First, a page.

The human tendency to access heuristics further provides reason within the mind when debating whether or not to commit a vengeful action against an aggressor. Fast thinking is intuitive, automatic, and nearly impossible to switch off, causing thoughts of desire such as revenge to motivate such behavior. This can be attributed to the human reliance on the first option that satisfies certain conditions to be chosen to comply with that situation despite other possible options that may have better outcomes (Herbert Simon, 1956). According to a behavioral psychological research team at Harvard University, Humans have developed heuristics over millions of years. Since they save both cognitive energy and time, it is likely that they provided an evolutionary advantage to those who relied on them. Humans are lazy beings when it comes to resolving internal conflicts, thus we hurriedly make decisions, pass judgement, and solve our issues with the least amount of mental effort needed all so we can continue living our lives in equilibrium. When it comes to human emotions, anger and hate become much more accessible and we become overwhelmed by passionate feelings rather than taking the time to resolve these negative sensations toward the conflict that is imposed on us.
The roots of aggression offer a further understanding of the internal processes that promote acts of passion. Aggression is classified as any physical or verbal behavior intended to harm another individual. It has been hypothesized that frustration is one of many unpleasant experiences that can lead to aggression by creating negative feelings (Berkowitz, 1989). Through the cognitive neoassociation analysis, negative feelings stimulate thoughts, memories, and other reactions relevant to fight or flight responses. Thus, these aggressive behaviors such as revenge must be credited to the cognitive processes. In a study concerning the “priming affect” as it corresponds with planted anger, each participant is given the opportunity to create a solution for a problem and then receive a range of mild shocks in response to the helpfulness of their solution. The intent from these shocks, is to anger the participant and then expose them individually to an aggressive stimulus, such as an image of a gun, to attach a negative connotation to that stimulus. Afterwards, participants are given the option to return the shock back to the confederate whom they received the shocks from initially. The results showed that participants who were both angered and exposed to aggressive stimulus were considerably more aggressive than the control group. (Berkowitz & LePage, 1967). Provided through this study is the interaction effect that comes from the activation within human emotion as well as an outside factor provided by the “primer” to stimulate aggressive behavior.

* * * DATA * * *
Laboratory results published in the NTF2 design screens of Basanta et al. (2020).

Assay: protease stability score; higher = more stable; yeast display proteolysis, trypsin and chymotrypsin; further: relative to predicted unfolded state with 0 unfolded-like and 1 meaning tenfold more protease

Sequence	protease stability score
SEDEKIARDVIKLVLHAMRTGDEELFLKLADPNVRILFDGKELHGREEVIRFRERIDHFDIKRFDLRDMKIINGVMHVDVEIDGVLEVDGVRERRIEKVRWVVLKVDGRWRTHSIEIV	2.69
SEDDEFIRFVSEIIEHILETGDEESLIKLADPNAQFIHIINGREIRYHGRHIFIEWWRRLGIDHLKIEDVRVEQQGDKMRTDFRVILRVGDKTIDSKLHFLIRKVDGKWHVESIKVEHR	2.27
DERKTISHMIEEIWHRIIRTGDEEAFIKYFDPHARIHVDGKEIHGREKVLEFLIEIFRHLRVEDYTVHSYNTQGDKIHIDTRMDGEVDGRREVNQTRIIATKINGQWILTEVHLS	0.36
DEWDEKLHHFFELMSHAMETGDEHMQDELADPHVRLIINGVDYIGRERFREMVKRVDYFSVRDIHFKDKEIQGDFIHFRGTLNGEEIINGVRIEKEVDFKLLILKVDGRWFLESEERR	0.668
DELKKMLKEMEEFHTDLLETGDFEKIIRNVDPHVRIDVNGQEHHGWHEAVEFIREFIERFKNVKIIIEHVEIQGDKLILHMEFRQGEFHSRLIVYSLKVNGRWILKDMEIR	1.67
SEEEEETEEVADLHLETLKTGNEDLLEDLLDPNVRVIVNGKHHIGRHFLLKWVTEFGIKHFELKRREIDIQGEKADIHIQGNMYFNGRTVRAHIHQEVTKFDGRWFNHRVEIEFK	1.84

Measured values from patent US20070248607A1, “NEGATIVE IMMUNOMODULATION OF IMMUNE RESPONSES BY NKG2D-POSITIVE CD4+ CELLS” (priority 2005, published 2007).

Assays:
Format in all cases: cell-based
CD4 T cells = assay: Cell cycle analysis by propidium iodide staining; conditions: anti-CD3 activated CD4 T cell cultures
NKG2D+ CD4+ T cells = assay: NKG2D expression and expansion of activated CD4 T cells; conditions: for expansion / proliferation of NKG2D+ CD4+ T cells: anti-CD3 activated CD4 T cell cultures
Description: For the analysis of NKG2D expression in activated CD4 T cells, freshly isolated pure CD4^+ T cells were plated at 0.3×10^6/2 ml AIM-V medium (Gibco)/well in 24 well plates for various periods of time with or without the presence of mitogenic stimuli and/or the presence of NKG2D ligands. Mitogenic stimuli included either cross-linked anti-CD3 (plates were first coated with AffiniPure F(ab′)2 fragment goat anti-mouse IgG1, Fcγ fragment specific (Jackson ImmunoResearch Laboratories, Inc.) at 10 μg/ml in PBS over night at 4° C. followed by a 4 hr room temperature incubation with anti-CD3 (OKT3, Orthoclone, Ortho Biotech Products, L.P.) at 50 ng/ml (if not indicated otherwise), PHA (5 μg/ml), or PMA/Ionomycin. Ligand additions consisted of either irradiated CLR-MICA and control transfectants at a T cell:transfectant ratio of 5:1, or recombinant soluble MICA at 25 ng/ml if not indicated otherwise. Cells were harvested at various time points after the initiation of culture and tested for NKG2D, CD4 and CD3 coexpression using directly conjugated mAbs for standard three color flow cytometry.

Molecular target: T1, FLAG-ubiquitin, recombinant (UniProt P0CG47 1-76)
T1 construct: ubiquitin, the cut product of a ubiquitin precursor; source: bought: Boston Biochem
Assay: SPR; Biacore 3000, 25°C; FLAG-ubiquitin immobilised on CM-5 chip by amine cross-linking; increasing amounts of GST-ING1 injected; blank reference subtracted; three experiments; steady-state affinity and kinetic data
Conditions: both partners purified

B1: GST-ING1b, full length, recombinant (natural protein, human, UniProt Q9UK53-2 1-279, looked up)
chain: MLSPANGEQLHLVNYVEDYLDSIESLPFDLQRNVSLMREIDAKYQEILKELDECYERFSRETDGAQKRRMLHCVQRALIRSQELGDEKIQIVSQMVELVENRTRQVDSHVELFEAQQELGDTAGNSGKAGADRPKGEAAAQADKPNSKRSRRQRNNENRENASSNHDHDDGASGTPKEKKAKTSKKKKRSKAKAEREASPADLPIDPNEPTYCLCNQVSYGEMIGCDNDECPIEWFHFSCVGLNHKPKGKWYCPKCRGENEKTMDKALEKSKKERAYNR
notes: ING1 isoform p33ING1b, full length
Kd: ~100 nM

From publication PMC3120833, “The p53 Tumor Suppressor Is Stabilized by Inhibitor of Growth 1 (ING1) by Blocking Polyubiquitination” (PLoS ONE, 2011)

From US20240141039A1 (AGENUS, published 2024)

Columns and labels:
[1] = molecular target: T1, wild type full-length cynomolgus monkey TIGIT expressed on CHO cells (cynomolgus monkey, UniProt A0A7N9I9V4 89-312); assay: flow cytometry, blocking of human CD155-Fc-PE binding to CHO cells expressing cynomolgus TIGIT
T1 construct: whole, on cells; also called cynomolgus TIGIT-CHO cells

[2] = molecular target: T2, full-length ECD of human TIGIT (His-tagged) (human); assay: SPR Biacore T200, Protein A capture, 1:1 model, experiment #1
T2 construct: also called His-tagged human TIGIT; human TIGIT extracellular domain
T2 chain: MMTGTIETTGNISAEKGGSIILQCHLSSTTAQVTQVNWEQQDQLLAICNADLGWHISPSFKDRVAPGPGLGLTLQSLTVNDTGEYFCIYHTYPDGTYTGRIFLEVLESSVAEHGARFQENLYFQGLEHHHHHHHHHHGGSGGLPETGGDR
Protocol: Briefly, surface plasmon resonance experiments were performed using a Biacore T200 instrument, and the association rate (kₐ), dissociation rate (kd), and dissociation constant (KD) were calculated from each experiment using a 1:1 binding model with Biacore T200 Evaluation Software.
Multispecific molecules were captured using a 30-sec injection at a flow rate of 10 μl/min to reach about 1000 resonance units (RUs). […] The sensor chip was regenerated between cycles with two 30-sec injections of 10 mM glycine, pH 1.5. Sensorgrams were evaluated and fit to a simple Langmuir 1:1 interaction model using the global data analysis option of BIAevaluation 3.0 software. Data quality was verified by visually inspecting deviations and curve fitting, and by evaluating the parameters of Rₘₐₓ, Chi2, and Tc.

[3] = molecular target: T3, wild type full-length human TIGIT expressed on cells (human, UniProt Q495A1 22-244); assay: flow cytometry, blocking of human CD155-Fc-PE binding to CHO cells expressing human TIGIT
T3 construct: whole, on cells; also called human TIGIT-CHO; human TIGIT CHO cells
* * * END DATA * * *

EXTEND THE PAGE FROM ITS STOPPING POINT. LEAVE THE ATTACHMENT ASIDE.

Humans have always been psychologically linked with an urge to respond to heated emotions that encourage an embrace of revenge. Being creatures of revenge, there is no definite way to avoid these vengeful emotions that arise, which questions the progress that can be made to avoid actions of revenge to take place. Research surrounding the psychology of revenge presents the mechanics of its ascendance, yet there is very little in regard to recovery and avoidance of vengeful temptations. Attempting to suppress feelings of revenge is a risky strategy in which layering over negative emotions may never truly be overcome and may only result in a larger buildup of tension in the mentality of man. Thus, what can be done to avoid acting out of revenge and causing distress to others? These patterns of vengeful actions repeated throughout history may all be decreased if ways to engage with vengeful motivations in a more mindful way were found. However, with the continuous arguments surrounding the initial causes of revenge, humanity may never truly escape the concept of revenge and will only continue to submit to its sinful nature.